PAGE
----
The town of Hinase in Okayama Prefecture is well known among people in the Kansai area for fresh seafood and for fishing.
The most famous specialty of Hinase Harbor is the oyster. The oyster business in Okayama Prefecture is the third largest in Japan, followed by Miyagi and Hiroshima prefectures. At Gomi-no-Ichi ('market of all tastes'), the Fisheries Cooperative Association's market in Hinase town, fish are sold at bargain prices compared with regular markets. Every fish is fresh, making the market very popular not only for locals, but tourists, too. The oysters in particular are known for their size and taste. These oysters can be baked and eaten right there.
The market's name (Gomi-no-Ichi) reflects the abundance of fish available in Hinase Harbor. Numerous varieties of seafood, including shrimp, shore-swimming crab, mantis shrimp, ocellated octopus and sillago can be enjoyed. The marketplace opens around 9 in the morning, but closes once produce is sold out, so it's better to get there early.
The ruins of Nokata (Nokata Iseki), in Nishi-ku, Fukuoka-shi, Fukuoka Prefecture, show the remains of a village dating from the end of the Yayoi period to the Kofun period. The village was located on a long, fan-shaped plateau, which has an altitude of 17m to 20m, and measures 600m from north to south, and 200m east to west.
During the Yayoi period, the village was surrounded by two moats of different sizes. Within the village were smaller 'kango' (a small village surrounded by a moat), with the bigger kango having as many as 10 dwellings. Within the smaller kango were above-ground warehouses, which stored foods such as grain.
By the Kofun Period, there were more than 300 dwellings here. The burial area was very obviously situated away from the residential area. Many artefacts were excavated from the kango, including earthenware, stone implements and ironware, along with a variety of clam shells and bones from animals, birds, and fish, such as shark, bream and sea bass. Also unearthed were stone coffins filled with mirrors, balls, swords, glass balls and beads.
Nokata Iseki is a great place for people to learn about and envision the daily life of people in ancient Japan, and to capture the history and atmosphere of the past.
Located to the east of Mikuriga Lake, Midoriga Lake is a crater lake on the Murodou plains, which is a lava area surrounded by three mountains: Yuzan, Bessan and Jo-dosan.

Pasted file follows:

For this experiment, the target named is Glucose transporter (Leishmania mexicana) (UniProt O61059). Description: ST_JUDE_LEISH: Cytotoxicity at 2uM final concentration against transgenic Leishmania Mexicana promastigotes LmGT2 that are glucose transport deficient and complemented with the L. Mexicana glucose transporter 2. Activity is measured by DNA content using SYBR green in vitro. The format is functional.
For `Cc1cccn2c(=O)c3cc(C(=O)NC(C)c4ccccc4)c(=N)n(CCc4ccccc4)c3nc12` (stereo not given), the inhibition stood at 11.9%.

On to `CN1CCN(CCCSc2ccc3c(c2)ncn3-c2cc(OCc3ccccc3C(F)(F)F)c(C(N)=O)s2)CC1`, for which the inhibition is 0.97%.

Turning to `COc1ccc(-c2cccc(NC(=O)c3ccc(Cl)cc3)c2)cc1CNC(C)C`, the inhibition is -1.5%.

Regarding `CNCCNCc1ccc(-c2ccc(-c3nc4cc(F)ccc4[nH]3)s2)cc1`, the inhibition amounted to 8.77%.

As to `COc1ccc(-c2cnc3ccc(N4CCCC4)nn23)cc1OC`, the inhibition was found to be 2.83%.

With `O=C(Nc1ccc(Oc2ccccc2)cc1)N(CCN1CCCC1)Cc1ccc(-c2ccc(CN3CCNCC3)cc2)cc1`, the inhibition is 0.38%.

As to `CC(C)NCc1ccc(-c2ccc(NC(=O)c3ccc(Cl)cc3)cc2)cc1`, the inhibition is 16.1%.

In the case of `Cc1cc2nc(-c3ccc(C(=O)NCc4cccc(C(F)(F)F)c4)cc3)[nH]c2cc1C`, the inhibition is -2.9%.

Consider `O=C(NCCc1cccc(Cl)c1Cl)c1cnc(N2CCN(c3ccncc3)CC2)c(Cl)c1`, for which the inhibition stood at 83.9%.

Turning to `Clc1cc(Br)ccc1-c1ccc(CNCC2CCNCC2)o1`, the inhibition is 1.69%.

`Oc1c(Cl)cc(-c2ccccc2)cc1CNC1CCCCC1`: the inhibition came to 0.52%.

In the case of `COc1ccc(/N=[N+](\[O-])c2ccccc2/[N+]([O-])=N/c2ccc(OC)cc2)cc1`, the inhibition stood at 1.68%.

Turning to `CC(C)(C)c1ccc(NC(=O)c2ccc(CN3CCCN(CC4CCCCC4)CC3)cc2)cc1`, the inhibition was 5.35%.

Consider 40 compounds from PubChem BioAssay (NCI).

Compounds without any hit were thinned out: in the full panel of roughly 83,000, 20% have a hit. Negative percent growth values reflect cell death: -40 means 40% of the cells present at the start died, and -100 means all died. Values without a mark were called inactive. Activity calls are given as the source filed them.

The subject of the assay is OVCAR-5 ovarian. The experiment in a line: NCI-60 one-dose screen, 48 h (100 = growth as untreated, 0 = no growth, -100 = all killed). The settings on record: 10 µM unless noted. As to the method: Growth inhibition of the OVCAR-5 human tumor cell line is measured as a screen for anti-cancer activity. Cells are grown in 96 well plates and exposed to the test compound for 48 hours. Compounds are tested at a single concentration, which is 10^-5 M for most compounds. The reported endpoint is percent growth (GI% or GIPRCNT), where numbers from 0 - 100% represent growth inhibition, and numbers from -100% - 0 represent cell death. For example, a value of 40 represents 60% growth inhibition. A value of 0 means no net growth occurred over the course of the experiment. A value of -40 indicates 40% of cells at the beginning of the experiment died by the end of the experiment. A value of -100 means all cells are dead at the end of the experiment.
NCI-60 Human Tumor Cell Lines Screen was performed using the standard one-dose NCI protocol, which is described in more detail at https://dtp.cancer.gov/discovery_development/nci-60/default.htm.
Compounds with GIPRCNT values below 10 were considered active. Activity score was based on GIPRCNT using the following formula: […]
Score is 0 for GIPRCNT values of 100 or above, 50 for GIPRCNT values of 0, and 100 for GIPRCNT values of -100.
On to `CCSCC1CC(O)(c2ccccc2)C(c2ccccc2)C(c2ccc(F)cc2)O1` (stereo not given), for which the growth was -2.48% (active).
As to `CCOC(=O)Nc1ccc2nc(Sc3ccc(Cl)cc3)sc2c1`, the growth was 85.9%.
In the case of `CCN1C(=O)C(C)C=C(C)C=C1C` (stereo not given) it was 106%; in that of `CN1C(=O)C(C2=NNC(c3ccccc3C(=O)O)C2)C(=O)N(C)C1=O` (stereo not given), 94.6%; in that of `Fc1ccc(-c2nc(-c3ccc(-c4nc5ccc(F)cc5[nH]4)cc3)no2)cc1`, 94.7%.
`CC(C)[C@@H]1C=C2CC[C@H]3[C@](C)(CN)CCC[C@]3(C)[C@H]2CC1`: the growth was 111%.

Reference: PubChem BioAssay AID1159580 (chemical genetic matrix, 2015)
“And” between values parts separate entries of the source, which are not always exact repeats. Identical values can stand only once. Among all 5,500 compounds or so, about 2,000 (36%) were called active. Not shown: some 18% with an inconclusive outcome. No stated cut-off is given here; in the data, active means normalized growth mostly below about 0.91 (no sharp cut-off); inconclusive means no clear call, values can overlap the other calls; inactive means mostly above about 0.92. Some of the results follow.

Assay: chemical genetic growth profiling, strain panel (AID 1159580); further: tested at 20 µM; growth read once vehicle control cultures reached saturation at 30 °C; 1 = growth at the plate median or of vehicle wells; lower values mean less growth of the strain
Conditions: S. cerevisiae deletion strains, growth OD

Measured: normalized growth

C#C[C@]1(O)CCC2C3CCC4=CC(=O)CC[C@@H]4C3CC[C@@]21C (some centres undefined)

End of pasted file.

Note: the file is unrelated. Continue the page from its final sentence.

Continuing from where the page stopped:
Midoriga Lake formed in the crater left by an erupting volcano. At 1.6m deep, the water is quite shallow and rocks on the bottom can be clearly seen.
The transparent water reflects the beautiful scenery of the mountain ranges. The real mountains balanced by their reflected image makes an artistic composition. In seasons when lingering snow or fall foliage can be seen, the beauty of the reflected image increases.
By the sides of the lake, the pathways connecting with Mikuriga Lake and Jigoku valley are filled with hikers and sighteers throughout the year. In this area, there are also many alpine as well as water-loving plants such as Fauria crista-galli and Pedicularis chamissonis var. japonica, which is pretty enough for visitors to enjoy when in flower.
In Kyoto, various ceremonies required the making of special implements and costumes. Ceremonial objects include wooden apparatuses, mirrors, flags, curtains and instruments. Ceremonial costumes include dresses, typical Heian clothing and their accessories.
Some 85% of these ceremonial objects are made in Kyoto. Production proceeds slowly as most objects and costumes are handmade.
Because the imperial court used to be based in Kyoto until the Meiji Restoration, there were a great many different ceremonies, and professionals were needed to make the ceremonial goods. In the Edo period, the Sakamoto family became renowned as craftsmen working at the Ise Shrine. Kyoto craftsmanship was more skilled than elsewhere in Japan, even before the Sakamoto family appeared.
Nowadays, the demand for ceremonial objects is increasing because traditional implements are coming back into favor for use at occasions such as weddings. As a result, more craftsmen are needed and the industry is trying to foster successors.